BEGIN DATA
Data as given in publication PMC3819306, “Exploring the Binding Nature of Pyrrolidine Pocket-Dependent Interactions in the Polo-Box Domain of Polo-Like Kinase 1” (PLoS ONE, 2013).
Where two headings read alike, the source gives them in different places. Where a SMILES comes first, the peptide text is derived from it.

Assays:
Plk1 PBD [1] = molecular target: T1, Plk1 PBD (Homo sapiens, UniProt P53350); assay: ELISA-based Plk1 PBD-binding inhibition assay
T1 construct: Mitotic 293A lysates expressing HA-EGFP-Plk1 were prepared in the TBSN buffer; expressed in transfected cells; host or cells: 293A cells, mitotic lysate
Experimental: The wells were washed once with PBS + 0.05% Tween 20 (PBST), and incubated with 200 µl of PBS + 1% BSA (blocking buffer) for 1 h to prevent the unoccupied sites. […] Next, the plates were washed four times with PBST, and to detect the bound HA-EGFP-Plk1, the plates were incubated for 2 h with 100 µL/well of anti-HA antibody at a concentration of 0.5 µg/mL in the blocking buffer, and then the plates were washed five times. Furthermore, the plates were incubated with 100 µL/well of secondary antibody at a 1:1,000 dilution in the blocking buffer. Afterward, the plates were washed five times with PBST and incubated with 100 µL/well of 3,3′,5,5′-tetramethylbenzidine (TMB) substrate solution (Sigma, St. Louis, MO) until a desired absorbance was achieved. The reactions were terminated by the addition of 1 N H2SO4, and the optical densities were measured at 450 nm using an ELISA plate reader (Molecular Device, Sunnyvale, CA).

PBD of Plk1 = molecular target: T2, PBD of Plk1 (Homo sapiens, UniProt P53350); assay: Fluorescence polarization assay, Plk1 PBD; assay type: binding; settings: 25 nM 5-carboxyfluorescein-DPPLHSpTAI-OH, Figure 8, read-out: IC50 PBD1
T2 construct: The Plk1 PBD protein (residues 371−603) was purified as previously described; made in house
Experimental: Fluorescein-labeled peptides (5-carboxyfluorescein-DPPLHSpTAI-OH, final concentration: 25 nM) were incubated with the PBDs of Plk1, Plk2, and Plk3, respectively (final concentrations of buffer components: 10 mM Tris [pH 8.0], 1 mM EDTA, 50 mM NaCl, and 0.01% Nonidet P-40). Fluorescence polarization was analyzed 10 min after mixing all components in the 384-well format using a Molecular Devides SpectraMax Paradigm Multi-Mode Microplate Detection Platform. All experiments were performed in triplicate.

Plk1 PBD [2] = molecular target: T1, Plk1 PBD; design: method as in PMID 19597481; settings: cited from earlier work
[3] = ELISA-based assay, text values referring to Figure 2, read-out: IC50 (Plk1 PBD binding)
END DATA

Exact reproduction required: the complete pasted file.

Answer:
Data as given in publication PMC3819306, “Exploring the Binding Nature of Pyrrolidine Pocket-Dependent Interactions in the Polo-Box Domain of Polo-Like Kinase 1” (PLoS ONE, 2013).
Where two headings read alike, the source gives them in different places. Where a SMILES comes first, the peptide text is derived from it.

Assays:
Plk1 PBD [1] = molecular target: T1, Plk1 PBD (Homo sapiens, UniProt P53350); assay: ELISA-based Plk1 PBD-binding inhibition assay
T1 construct: Mitotic 293A lysates expressing HA-EGFP-Plk1 were prepared in the TBSN buffer; expressed in transfected cells; host or cells: 293A cells, mitotic lysate
Experimental: The wells were washed once with PBS + 0.05% Tween 20 (PBST), and incubated with 200 µl of PBS + 1% BSA (blocking buffer) for 1 h to prevent the unoccupied sites. […] Next, the plates were washed four times with PBST, and to detect the bound HA-EGFP-Plk1, the plates were incubated for 2 h with 100 µL/well of anti-HA antibody at a concentration of 0.5 µg/mL in the blocking buffer, and then the plates were washed five times. Furthermore, the plates were incubated with 100 µL/well of secondary antibody at a 1:1,000 dilution in the blocking buffer. Afterward, the plates were washed five times with PBST and incubated with 100 µL/well of 3,3′,5,5′-tetramethylbenzidine (TMB) substrate solution (Sigma, St. Louis, MO) until a desired absorbance was achieved. The reactions were terminated by the addition of 1 N H2SO4, and the optical densities were measured at 450 nm using an ELISA plate reader (Molecular Device, Sunnyvale, CA).

PBD of Plk1 = molecular target: T2, PBD of Plk1 (Homo sapiens, UniProt P53350); assay: Fluorescence polarization assay, Plk1 PBD; assay type: binding; settings: 25 nM 5-carboxyfluorescein-DPPLHSpTAI-OH, Figure 8, read-out: IC50 PBD1
T2 construct: The Plk1 PBD protein (residues 371−603) was purified as previously described; made in house
Experimental: Fluorescein-labeled peptides (5-carboxyfluorescein-DPPLHSpTAI-OH, final concentration: 25 nM) were incubated with the PBDs of Plk1, Plk2, and Plk3, respectively (final concentrations of buffer components: 10 mM Tris [pH 8.0], 1 mM EDTA, 50 mM NaCl, and 0.01% Nonidet P-40). Fluorescence polarization was analyzed 10 min after mixing all components in the 384-well format using a Molecular Devides SpectraMax Paradigm Multi-Mode Microplate Detection Platform. All experiments were performed in triplicate.

Plk1 PBD [2] = molecular target: T1, Plk1 PBD; design: method as in PMID 19597481; settings: cited from earlier work
[3] = ELISA-based assay, text values referring to Figure 2, read-out: IC50 (Plk1 PBD binding)